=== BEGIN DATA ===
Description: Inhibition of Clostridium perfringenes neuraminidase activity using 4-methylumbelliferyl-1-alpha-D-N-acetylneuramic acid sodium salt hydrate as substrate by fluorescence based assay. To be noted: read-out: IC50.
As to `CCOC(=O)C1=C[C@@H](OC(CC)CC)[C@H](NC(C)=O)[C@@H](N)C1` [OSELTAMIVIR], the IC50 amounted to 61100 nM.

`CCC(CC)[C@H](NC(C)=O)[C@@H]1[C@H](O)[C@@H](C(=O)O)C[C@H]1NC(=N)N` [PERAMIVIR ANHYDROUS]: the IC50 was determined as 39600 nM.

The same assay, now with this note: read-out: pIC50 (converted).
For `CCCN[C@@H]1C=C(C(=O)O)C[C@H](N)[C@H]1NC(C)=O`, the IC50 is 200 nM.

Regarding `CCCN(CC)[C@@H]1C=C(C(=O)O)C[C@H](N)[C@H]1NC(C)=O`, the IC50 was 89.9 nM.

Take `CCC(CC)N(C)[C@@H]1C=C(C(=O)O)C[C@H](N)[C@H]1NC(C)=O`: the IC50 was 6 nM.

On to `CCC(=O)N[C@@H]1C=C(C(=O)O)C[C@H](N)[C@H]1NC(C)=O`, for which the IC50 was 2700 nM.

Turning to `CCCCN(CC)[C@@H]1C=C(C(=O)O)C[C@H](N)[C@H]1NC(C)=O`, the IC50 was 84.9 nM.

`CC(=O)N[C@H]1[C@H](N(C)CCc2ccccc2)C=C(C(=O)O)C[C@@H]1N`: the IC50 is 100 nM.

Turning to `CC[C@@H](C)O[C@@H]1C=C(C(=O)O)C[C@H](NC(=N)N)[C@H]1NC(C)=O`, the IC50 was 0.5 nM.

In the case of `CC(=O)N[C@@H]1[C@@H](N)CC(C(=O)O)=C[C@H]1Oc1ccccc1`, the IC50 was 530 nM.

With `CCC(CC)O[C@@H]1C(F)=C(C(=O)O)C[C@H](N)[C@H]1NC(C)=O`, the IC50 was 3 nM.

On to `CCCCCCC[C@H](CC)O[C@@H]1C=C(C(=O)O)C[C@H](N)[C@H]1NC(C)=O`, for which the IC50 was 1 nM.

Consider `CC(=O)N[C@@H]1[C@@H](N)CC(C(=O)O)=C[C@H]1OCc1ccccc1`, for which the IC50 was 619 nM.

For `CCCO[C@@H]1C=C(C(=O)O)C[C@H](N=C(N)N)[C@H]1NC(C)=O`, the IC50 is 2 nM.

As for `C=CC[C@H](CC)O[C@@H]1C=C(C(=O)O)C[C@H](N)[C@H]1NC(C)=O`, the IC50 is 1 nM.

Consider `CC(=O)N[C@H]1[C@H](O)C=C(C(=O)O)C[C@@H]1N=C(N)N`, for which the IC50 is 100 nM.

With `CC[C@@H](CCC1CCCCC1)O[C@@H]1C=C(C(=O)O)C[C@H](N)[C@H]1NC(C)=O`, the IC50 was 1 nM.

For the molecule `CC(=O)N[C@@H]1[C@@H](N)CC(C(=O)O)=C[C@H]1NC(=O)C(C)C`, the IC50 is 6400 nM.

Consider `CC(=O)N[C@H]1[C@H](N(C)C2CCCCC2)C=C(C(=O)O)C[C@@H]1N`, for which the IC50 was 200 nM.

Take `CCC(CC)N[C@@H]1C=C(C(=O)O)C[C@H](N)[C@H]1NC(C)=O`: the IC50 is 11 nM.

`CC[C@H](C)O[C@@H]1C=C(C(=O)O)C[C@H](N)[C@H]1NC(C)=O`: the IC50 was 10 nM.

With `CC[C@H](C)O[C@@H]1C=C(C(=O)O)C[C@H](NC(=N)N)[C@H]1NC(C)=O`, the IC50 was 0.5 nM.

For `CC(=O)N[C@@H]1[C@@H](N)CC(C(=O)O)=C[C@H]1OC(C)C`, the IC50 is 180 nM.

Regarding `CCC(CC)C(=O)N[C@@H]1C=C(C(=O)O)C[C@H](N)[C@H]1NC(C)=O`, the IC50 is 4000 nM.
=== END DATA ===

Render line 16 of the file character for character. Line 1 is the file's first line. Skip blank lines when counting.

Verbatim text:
For `CCCO[C@@H]1C=C(C(=O)O)C[C@H](N=C(N)N)[C@H]1NC(C)=O`, the IC50 is 2 nM.